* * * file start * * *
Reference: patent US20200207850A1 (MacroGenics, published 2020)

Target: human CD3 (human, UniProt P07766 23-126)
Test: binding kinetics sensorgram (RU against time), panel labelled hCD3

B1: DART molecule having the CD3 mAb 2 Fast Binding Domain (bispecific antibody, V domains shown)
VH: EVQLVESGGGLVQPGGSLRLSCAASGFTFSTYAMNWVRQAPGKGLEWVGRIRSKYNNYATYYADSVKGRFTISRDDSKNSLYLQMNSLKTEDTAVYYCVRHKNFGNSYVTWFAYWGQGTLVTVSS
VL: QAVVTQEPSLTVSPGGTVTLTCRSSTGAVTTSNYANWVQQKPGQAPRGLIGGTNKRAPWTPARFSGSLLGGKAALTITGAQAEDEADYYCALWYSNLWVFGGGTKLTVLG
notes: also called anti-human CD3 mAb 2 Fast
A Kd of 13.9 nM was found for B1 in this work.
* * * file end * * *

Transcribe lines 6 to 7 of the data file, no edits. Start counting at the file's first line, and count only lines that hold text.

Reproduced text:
VL: QAVVTQEPSLTVSPGGTVTLTCRSSTGAVTTSNYANWVQQKPGQAPRGLIGGTNKRAPWTPARFSGSLLGGKAALTITGAQAEDEADYYCALWYSNLWVFGGGTKLTVLG
notes: also called anti-human CD3 mAb 2 Fast